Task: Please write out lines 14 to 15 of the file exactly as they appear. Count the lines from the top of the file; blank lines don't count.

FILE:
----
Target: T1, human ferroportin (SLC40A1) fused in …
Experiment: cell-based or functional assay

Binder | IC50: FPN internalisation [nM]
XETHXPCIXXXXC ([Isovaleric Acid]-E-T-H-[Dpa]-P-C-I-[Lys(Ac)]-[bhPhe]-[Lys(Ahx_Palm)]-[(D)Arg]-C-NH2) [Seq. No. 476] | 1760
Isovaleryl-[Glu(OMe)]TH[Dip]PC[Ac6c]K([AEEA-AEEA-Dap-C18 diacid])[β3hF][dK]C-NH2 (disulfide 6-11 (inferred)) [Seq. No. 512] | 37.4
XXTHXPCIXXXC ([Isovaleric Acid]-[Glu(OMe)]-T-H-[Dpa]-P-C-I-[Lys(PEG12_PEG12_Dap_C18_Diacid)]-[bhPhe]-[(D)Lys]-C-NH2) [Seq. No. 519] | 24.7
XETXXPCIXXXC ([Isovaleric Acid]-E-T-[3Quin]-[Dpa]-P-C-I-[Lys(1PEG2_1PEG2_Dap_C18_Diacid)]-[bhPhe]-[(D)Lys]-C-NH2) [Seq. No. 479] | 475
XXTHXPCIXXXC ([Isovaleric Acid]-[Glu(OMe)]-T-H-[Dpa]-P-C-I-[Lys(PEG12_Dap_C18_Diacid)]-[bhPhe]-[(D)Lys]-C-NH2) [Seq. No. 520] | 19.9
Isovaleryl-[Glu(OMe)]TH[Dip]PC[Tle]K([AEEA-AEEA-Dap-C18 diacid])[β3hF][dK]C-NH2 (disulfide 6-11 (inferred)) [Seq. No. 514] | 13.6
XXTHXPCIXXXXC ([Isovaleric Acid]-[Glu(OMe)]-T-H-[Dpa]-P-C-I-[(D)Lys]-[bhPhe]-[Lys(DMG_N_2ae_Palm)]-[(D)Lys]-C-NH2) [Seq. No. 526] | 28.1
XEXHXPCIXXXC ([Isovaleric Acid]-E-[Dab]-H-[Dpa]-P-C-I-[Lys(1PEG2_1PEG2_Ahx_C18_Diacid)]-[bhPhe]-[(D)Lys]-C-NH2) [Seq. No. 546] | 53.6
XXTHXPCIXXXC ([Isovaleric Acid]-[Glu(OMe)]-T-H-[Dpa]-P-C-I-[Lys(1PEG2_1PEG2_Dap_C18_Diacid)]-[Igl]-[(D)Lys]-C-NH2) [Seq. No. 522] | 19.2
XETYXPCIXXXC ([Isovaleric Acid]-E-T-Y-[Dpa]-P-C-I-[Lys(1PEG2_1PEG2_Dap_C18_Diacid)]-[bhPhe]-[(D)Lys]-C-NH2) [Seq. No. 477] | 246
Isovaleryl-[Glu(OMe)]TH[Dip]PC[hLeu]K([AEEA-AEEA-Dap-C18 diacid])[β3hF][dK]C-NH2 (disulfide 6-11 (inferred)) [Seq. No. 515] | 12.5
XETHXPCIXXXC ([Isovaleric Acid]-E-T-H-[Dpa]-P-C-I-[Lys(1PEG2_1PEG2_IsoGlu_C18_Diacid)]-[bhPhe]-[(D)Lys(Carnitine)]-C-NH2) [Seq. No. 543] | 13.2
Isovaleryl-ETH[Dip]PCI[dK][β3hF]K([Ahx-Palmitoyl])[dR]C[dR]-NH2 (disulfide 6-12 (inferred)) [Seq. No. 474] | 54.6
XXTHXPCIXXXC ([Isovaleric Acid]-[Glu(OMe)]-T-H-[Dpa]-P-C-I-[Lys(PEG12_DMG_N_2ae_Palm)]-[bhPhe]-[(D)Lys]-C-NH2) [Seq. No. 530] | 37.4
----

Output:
Isovaleryl-[Glu(OMe)]TH[Dip]PC[hLeu]K([AEEA-AEEA-Dap-C18 diacid])[β3hF][dK]C-NH2 (disulfide 6-11 (inferred)) [Seq. No. 515] | 12.5
XETHXPCIXXXC ([Isovaleric Acid]-E-T-H-[Dpa]-P-C-I-[Lys(1PEG2_1PEG2_IsoGlu_C18_Diacid)]-[bhPhe]-[(D)Lys(Carnitine)]-C-NH2) [Seq. No. 543] | 13.2